Drug of­fers sight hope

Tassie re­search that could change lives

Sunday Tasmanian - - News - ANNE MATHER

A PAS­SION for chem­istry has re­sulted in a young Tas­ma­nian sci­en­tist de­vel­op­ing a ground­break­ing ther­a­peu­tic drug that could im­prove the lives of peo­ple with a range of dis­eases.

Uni­ver­sity of Tas­ma­nia PhD grad­u­ate Krys­tel Wool­ley is now in dis­cus­sions with a Swiss phar­ma­ceu­ti­cal com­pany about li­cens­ing the dis­cov­ery.

Dr Wool­ley, among hun­dreds of UTAS stu­dents to grad­u­ate at the week­end, said she had al­ways loved science and wanted to find a prac­ti­cal ap­pli­ca­tion for it.

“My work was never about me just do­ing re­search for the sake of it, but look­ing at how my re­search could help peo­ple’s lives,” she said.

“I think this treat­ment could re­ally help a large group of peo­ple.”

Dr Wool­ley has de­vel­oped new ther­a­peu­tic drugs for the treat­ment of ge­netic dis­or­ders and di­a­betes-in­duced blind­ness.

She said her re­search in­di­cated that the new ther­a­pies worked faster than the cur­rent drugs on the mar­ket.

“Ours re­quires a lower dosage and has faster re­sults.”

The dis­cov­ery fol­lows a suc­cess­ful col­lab­o­ra­tive project be­tween Chem­istry and Phar­macy at UTAS, with about five PhD stu­dents still un­der­tak­ing re­search into the new ther­apy.

The new ther­a­pies ad­dress mi­to­chon­drial dys­func­tion, which is be­lieved to be the root cause of many dis­eases — in­clud­ing can­cer, di­a­betes, au­toim­mune dis­eases, glau­coma and Alzheimer’s.

The newly de­vel­oped treat­ment for mi­to­chon­drial dys- func­tion has looked at how it might im­prove di­a­betes-in­duced blind­ness.

“We stud­ied the drug in blind­ness be­cause the cells in your eyes are the hard­est to re­gen­er­ate or re­store,” Dr Wool­ley said.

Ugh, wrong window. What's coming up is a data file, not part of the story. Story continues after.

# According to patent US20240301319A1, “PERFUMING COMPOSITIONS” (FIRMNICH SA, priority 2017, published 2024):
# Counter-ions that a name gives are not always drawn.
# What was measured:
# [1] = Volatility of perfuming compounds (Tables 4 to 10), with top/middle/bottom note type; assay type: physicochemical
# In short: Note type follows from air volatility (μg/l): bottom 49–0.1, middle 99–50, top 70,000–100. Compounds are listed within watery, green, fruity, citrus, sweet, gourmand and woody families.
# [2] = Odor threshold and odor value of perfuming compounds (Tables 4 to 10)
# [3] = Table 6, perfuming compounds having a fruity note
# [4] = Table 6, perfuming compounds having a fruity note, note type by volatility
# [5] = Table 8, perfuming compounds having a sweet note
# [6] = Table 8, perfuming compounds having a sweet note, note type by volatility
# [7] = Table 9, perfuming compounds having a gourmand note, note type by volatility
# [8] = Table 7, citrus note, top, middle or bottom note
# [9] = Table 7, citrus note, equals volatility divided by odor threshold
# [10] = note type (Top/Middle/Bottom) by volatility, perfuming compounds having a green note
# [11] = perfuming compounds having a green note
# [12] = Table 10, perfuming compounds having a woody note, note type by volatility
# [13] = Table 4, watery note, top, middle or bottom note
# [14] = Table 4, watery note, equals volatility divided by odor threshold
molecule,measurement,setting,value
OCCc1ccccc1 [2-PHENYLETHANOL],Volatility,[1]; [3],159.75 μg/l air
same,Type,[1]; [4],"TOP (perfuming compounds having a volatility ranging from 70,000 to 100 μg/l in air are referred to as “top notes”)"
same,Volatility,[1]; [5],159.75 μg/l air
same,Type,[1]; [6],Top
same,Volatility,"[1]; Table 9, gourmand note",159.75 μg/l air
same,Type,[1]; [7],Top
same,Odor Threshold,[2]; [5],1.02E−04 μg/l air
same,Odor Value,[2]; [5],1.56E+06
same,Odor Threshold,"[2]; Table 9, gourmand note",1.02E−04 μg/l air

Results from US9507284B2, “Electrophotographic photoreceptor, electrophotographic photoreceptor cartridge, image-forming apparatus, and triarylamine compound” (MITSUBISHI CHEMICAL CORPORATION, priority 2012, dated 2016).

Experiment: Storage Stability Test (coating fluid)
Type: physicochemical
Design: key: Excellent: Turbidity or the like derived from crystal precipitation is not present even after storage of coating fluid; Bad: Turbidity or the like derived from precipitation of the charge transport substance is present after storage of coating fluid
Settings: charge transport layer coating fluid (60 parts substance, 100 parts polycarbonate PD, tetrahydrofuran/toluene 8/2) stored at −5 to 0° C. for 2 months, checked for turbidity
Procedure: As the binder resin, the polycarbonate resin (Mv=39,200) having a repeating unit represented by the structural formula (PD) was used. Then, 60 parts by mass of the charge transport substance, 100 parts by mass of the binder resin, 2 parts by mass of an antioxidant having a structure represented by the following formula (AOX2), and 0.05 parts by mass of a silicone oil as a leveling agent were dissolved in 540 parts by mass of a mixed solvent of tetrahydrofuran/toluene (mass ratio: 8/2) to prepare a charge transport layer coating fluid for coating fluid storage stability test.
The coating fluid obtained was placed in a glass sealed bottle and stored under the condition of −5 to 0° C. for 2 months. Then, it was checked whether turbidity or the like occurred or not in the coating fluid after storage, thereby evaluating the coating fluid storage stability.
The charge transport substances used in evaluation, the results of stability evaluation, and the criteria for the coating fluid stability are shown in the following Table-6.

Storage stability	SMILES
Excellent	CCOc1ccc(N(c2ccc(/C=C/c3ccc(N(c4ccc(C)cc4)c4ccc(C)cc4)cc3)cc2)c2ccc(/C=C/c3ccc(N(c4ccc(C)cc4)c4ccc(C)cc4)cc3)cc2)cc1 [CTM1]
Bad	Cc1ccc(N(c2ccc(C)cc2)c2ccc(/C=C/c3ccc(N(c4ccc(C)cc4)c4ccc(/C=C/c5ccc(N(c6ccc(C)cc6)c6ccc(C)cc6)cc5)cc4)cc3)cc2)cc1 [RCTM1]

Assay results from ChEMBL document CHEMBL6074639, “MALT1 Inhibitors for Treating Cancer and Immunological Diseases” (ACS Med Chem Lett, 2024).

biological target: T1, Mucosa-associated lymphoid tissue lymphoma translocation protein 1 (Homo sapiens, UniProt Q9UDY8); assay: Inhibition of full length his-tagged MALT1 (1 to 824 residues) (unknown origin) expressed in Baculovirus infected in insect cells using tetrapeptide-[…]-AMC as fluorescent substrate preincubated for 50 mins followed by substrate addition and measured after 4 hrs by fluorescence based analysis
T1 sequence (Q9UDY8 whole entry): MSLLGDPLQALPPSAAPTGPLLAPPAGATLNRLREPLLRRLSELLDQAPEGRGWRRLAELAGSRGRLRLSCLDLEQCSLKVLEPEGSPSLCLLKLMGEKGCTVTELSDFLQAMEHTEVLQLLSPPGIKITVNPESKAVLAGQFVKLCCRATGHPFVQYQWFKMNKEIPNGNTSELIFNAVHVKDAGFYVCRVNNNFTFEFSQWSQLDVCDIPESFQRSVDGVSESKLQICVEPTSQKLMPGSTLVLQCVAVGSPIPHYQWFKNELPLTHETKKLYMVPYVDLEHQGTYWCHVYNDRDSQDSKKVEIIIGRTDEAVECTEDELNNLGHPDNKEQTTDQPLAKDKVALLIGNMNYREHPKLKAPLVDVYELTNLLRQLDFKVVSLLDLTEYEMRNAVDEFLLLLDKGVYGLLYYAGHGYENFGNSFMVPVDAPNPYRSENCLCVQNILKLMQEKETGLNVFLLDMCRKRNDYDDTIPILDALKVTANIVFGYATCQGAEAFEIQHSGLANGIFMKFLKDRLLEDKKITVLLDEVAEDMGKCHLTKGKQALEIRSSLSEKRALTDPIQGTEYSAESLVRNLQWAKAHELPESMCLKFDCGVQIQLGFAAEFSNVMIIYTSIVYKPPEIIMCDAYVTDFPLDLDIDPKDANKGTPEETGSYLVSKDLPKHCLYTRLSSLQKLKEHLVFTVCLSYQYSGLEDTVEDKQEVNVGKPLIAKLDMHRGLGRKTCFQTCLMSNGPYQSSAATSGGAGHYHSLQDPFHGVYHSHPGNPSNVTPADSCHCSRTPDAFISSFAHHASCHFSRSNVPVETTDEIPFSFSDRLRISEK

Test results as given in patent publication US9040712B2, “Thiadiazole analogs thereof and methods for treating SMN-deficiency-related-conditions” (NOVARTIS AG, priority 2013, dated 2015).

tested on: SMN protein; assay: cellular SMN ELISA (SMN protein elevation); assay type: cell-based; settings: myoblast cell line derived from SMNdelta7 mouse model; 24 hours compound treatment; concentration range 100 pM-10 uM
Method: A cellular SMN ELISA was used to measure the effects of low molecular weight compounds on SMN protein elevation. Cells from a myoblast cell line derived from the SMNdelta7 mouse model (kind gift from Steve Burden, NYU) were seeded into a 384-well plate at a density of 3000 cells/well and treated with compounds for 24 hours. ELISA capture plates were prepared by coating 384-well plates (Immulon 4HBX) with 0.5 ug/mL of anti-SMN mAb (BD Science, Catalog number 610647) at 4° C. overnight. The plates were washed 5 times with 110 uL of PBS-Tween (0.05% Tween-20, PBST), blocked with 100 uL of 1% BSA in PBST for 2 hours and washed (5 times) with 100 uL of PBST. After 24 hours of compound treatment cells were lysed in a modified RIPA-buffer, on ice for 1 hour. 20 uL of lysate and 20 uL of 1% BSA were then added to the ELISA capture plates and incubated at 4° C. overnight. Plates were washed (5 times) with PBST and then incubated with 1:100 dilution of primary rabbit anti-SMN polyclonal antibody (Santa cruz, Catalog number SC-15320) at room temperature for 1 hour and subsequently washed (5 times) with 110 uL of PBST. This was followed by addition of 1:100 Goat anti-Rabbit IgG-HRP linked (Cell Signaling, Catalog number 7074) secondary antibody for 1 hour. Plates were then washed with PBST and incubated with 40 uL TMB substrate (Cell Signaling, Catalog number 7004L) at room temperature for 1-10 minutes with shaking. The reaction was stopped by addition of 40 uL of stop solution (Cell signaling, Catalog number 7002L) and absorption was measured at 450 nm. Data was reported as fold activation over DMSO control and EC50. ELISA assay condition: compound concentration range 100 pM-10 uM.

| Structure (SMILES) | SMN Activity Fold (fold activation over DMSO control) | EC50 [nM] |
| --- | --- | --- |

“We found it does re­gen­er­ate the en­ergy in the cells. In our an­i­mal mod­els, they had re­stored sight.”

The Swiss phar­ma­ceu­ti­cal com­pany was in­ter­ested in how the ther­apy could im­prove sight, but Dr Wool­ley said there could be much broader ben­e­fits for the drugs.

She said it was still many years be­fore the drug could be mar­keted, and she was in talks with the com­pany about col­lab­o­rat­ing with the on­go­ing re­search.

She said the dis­cov­ery could have a far-reach­ing im­pact on many ge­netic and en­vi­ron­ment-in­duced dis­or­ders.

Dr Wool­ley, who grew up in the Huon Val­ley and went to Huonville High, en­cour­aged young Tas­ma­ni­ans to hold fast to am­bi­tious dreams.

“Most of my friends got lo­cal jobs when they fin­ished school, and I re­mem­ber at the time it seemed like they were earn­ing money and get­ting ahead in life,” she said.

But she said the sac­ri­fice and hard work had paid off.

“It was hard at the time, but I would do it all over again be­cause my study has re­sulted in this PhD and given me a ca­reer.”

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